What Can a Corset Do to Your Body?

Posted by Hourglass Angel on Oct 30th 2019

What Can a Corset Do to Your Body?

Posted by Hourglass Angel on Oct 30th 2019

The practice of wearing a corset has been around for hundreds of years. And there’s a reason why: when it comes to creating feminine curves, corsets work.

Modern-day corsets might look a little different, but they’re here for the same reason. However, since not everyone wears them anymore, there are a lot of misconceptions out there about what corsets CAN and CAN’T do.

Let’s dispel some of the myths. Here’s the truth about what a corset can do to your body.

What is a Corset?

First, let’s be clear about what a corset is. These days, there are many options when it comes to shaping undergarments, and not all of them are the same.

Generally speaking, corsets are belt-like garments that you wear around your midsection with the intent to slim your waist, flatten your tummy and lift the bust. Sometimes the term is used interchangeably with “girdle,” although a girdle can have a built-in panty, while a corset generally does not.

Modern corsets come in a few different forms. One of the most popular is a waist cincher, also called a waist trainer. Typically this style provides slimming with latex panels that are held in place with closures at the front of the garment (such as hook-and-eyes, zippers and Velcro).

Latex cinchers can come a wrap-around belt style as will as a “vest” style with shoulder straps.

The classic corset style, however, doesn’t use latex to compress to midsection; rather it is designed with a lace-up back that is pulled tight. The bodice is constructed with materials like satin, cotton or even mesh, with flexible steel boning to keep it in place. We often refer to this style as a “steel-boned corset.”

It’s also worth noting that different forms of corsets can come in underbust and overbust styles. Overbust styles are typically used for costuming or sometimes in formal/bridal attire, while underbust styles are useful for everyday corset wear and slimming.

There is some confusion because a lot of these terms for corsets can be used loosely and interchangeably. For the rest of this article, we’ll be primarily referring to the underbust steel-boned corset, as that is the classic style used for corseting. However, we’ll also refer to latex cinchers and vests when relevant.

How Does Corseting Work?

Now that we’re clear on what a corset is, let’s talk about how one works.

If you were to put on any style of corset and fasten it tight, you’d experience the immediate effect of it slimming your midsection. For this reason, some people prefer to use corset-style garments for special occasions or for certain outfits.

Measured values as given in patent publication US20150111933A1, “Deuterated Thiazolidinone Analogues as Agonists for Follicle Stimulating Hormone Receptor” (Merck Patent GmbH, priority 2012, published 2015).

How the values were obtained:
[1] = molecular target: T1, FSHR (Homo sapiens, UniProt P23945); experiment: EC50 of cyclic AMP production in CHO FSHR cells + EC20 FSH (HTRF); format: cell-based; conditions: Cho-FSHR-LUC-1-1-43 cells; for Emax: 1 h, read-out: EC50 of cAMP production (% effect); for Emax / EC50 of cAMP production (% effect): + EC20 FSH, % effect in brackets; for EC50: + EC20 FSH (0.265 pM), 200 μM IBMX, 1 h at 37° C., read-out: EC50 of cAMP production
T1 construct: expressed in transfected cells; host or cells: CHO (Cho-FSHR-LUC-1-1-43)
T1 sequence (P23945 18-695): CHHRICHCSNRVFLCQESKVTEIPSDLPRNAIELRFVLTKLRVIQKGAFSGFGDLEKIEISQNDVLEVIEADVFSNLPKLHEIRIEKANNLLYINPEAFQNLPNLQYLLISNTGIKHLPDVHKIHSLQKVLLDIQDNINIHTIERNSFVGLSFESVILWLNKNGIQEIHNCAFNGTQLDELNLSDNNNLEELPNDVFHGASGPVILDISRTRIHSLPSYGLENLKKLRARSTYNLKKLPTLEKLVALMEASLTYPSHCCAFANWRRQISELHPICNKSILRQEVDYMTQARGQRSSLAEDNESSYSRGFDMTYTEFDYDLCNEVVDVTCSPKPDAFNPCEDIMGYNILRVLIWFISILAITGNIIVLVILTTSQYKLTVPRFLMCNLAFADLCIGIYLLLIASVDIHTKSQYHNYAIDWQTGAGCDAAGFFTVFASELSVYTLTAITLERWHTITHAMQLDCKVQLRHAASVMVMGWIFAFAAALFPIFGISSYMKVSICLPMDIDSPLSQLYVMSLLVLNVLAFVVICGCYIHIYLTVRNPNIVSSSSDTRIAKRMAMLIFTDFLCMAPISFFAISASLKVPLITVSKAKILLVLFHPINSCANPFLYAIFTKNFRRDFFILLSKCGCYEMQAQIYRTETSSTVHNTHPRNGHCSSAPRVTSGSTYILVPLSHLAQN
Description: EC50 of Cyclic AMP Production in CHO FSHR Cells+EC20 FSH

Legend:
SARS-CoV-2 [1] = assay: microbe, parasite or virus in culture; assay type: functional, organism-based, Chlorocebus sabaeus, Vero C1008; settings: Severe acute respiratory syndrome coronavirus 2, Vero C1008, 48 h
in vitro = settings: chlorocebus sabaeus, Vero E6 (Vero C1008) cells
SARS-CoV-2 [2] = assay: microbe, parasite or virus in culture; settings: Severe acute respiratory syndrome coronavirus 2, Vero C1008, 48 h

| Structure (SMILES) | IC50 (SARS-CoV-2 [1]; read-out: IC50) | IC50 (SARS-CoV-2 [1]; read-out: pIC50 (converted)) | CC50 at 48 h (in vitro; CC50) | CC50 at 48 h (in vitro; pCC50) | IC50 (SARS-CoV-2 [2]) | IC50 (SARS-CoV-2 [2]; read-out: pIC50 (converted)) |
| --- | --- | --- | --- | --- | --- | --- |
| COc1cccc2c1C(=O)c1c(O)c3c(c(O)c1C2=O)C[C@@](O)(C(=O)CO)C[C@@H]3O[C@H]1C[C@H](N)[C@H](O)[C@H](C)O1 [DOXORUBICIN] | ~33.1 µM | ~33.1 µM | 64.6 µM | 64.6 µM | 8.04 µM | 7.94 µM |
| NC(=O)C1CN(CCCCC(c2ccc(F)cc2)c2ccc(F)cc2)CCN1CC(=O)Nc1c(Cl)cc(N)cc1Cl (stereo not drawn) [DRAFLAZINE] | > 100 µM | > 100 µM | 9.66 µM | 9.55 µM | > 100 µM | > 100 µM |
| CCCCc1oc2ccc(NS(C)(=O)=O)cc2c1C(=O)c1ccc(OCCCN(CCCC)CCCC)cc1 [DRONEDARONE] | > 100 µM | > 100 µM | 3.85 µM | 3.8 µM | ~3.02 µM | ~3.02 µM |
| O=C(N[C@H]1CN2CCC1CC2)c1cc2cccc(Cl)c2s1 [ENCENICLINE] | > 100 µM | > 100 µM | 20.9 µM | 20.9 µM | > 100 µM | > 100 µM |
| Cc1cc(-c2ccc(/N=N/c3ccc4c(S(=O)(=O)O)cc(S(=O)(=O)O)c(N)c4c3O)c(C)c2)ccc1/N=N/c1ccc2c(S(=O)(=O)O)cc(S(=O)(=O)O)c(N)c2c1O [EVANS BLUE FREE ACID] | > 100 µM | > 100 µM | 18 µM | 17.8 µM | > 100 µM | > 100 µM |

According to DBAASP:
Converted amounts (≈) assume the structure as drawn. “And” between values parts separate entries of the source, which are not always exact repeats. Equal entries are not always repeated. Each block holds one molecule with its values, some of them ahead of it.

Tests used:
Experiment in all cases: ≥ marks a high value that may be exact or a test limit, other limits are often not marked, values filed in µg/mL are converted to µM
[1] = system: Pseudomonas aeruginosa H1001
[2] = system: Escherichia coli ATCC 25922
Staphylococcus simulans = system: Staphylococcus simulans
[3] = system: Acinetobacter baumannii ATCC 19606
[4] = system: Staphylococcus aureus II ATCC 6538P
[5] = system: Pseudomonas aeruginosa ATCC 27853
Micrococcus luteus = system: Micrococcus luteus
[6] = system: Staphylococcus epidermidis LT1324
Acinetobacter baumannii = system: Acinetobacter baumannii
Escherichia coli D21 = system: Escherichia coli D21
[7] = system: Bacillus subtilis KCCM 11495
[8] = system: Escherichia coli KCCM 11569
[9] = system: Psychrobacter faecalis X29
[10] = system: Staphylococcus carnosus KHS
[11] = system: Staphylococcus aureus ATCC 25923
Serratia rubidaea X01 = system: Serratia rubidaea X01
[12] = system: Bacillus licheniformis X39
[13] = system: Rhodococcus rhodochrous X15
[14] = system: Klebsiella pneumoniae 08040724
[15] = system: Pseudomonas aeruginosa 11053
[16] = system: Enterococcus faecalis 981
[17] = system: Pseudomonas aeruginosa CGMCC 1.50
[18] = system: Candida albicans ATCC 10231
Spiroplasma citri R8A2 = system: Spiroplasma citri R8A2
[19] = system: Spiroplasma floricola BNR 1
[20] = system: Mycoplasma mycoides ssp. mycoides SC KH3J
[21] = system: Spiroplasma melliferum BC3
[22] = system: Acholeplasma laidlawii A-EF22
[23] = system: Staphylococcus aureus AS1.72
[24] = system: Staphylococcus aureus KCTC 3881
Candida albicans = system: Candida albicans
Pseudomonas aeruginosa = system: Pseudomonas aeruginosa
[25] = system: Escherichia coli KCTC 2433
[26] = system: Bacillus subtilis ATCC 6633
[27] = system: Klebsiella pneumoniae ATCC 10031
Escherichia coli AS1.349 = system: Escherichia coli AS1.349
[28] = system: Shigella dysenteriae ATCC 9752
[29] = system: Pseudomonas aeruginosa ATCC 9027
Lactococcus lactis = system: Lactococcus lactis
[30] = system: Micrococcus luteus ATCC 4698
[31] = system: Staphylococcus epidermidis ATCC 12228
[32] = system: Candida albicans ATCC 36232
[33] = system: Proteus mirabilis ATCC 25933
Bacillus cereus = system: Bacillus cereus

However, that’s not the only way to experience the benefits.

Many corset wearers like to follow a regimen called waist training (or corseting, especially if you’re using a steel-boned corset). This is the practice of wearing a corset-style garment daily for at least 8 hours.

You can practice waist training with an underbust steel-boned corset or a latex cincher, depending on your preferences. The purpose is to provide slimming every day, in combination with a healthy lifestyle, to support your long-term slimming goals.

There are several ways this works.

  • One way is that waist training/corseting works is by stimulating heat and perspiration in your core. This is especially helpful when you’re working out, which is why workout waist trainers are some of our most popular styles.
  • Wearing a corset has a combination of other effects that work together in order to help you reach your goals. It supports your posture and the way you carry yourself, and can also help your clothes fit better. These effects can improve you confidence and help you feel motivated to stick to your healthy lifestyle.
  • You may also find that you are reminded to keep your portions small, since your waistline won’t be able to expand as much when under tight compression.

Everyone’s experience with corseting is a little bit different when it comes to results. It all depends on your mindset, your goals, your lifestyle and your dedication to the practice. Check out our before and after gallery to see its effects on different women.

So What Exactly Does a Corset Do to Your Body?

As we’ve noted, there are a lot of misconceptions out there regarding the question of what a corset actually does to your body? Does it hurt anything? Does it shift your organs? Does it cause permanent change?